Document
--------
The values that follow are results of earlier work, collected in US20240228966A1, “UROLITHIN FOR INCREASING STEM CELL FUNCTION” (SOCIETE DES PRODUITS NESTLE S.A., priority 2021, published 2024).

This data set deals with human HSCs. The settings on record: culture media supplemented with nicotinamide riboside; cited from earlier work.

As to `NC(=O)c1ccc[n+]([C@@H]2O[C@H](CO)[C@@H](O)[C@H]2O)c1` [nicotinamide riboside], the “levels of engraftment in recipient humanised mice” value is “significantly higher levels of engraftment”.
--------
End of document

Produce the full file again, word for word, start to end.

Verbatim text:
The values that follow are results of earlier work, collected in US20240228966A1, “UROLITHIN FOR INCREASING STEM CELL FUNCTION” (SOCIETE DES PRODUITS NESTLE S.A., priority 2021, published 2024).

This data set deals with human HSCs. The settings on record: culture media supplemented with nicotinamide riboside; cited from earlier work.

As to `NC(=O)c1ccc[n+]([C@@H]2O[C@H](CO)[C@@H](O)[C@H]2O)c1` [nicotinamide riboside], the “levels of engraftment in recipient humanised mice” value is “significantly higher levels of engraftment”.